Louisiana Animals Still Suffering

While much of the focus of the country remains on the areas struck by Hurricane Katrina, the people and animals hit hard by Hurricane Rita are in need.

Allan Schwartz, vice president of Days End Farm Horse Rescue (DEFHR) from Lisbon, Md., has been working equine and other animal rescues in Mississippi and Louisiana, and his team is now on the Texas border in the Cameron and Calcasieu Parishes of Western Louisiana, which were devastated by Hurricane Rita.

"Everything's gone," said Schwartz of the Cameron area, which is right on the Gulf. "It's a huge cattle area, and they've lost 70% of their cattle. Everything was under water. So many of the cattle drank salt water that they are in really bad shape."

"Cameron is bad, bad, bad," said county extension agent Tommy Shields, who was reached today (Oct. 5) on his cell phone in Hackberry, La., in the Cameron Parish.

The area cattlemen's association is in need of cattle feed to distribute, and there is a need for horse feed, horse hay, and horse vaccines (specifically for West Nile virus and Eastern and Western equine encephalitis). Anyone interested in donating can contact Shields on his cell phone at 337/842-4245.

Shields, who is from Lake Charles in Calcasieu Parish, asked that any bags of feed be stacked on pallets to make unloading easier since a local company has donated use of a fork lift. He said they have some designated destination points for feed and supplies that are being manned by locals and USDA officials.

Shields said he was in Hackberry (former population 1,699) looking at a roping pen full of 250 cattle that had been rescued. "There used to be close to 100,000 head of cattle in these three parishes (Calcasieu, Cameron, and Vermillion). My parish had 35,000 head of cattle, and we've lost all our barns and fences. I don't know what we're going to do. All of them need vaccinated, but I'm just trying to get to them. There are still a lot of cattle out in the marshes."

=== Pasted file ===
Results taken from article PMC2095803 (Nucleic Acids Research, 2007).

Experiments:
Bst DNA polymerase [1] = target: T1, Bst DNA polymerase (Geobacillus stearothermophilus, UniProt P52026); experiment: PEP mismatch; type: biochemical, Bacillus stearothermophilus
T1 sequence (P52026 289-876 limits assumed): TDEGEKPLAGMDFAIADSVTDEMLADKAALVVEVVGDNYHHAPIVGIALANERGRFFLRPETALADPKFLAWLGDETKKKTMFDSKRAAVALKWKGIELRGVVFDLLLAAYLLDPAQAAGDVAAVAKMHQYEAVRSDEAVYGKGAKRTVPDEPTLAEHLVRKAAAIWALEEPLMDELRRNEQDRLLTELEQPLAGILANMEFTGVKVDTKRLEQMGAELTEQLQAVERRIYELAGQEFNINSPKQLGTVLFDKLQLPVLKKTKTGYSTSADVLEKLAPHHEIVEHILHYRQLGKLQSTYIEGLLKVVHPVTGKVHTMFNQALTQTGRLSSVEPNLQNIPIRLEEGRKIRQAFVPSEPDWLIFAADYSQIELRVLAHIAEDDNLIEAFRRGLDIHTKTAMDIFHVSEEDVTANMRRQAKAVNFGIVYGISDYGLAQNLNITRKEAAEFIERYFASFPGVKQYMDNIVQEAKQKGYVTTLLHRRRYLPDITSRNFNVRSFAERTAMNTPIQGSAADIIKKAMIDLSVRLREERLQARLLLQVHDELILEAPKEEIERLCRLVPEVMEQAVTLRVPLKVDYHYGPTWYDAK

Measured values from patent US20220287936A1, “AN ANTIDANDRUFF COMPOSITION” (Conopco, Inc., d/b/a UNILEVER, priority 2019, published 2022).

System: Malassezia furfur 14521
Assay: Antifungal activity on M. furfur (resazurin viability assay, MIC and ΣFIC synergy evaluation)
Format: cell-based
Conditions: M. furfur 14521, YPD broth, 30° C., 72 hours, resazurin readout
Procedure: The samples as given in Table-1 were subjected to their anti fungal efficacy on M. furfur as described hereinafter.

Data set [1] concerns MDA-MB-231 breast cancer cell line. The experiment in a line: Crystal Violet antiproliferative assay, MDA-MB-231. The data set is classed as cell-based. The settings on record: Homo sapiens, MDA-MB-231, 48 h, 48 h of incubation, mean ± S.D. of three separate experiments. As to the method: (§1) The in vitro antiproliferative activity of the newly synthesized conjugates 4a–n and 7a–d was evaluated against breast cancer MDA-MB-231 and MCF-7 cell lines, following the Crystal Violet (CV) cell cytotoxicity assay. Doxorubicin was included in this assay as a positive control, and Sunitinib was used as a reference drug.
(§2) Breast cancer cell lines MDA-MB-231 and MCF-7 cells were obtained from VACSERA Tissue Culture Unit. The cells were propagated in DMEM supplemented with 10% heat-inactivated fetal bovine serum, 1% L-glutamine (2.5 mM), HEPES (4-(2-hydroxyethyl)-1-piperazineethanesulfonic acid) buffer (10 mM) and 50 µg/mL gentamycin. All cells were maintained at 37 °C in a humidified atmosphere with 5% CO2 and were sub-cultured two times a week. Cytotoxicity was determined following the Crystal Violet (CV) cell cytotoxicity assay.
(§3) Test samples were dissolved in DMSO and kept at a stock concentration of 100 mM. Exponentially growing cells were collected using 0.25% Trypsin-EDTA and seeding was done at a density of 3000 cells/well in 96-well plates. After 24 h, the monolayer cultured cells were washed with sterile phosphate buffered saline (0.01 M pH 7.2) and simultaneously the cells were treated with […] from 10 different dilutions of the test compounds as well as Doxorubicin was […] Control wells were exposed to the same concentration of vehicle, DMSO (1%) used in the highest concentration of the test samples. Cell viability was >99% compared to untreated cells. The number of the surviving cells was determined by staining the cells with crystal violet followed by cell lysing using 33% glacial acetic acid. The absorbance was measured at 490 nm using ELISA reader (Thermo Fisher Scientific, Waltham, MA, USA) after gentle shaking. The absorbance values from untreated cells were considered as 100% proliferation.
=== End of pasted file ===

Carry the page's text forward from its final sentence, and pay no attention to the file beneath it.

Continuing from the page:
Asked how he was going to get them out, since even horses can't get into some of those areas, he replied, "Any way we can."

Shields said they are not to the point of thinking about needing fencing or other supplies. He said officials are trying to establish some contacts of people who can offer help now, and in the upcoming weeks.

Equine Rescues Still Needed

Schwartz got a call at 8 p.m. last night to attempt a rescue of a horse tangled in barbed wire. A veterinarian from the local shelter went with them on the rescue mission, but the horse's leg was so badly injured that the animal had to be euthanatized. "He almost tore his leg off," said a saddened Schwartz.

Their Day's End group has been feeding more than 100 horses. "The salt water killed the pastures," said Schwartz. "We've had a hard time finding horse hay. We got some grain last night, but we need about 300 square bales."

Anyone wishing to donate baled horse hay can contact Schwartz on his cell phone at 301/580-2918. Keep in mind cell phone service is still spotty in the hurricane-stricken areas.

Schwartz said because of the problems with "rogue" rescue groups in other parts of Louisiana, the western section of the state is being very restrictive of animal rescue groups. "We're working with the Calcasieu Parrish Animal Control," said Schwartz.

About the Author

Kimberly S. Brown

Kimberly S. Brown was the Publisher/Editor of The Horse: Your Guide To Equine Health Care from June 2008 to March 2010, and she served in various positions at Blood-Horse Publications since 1980.

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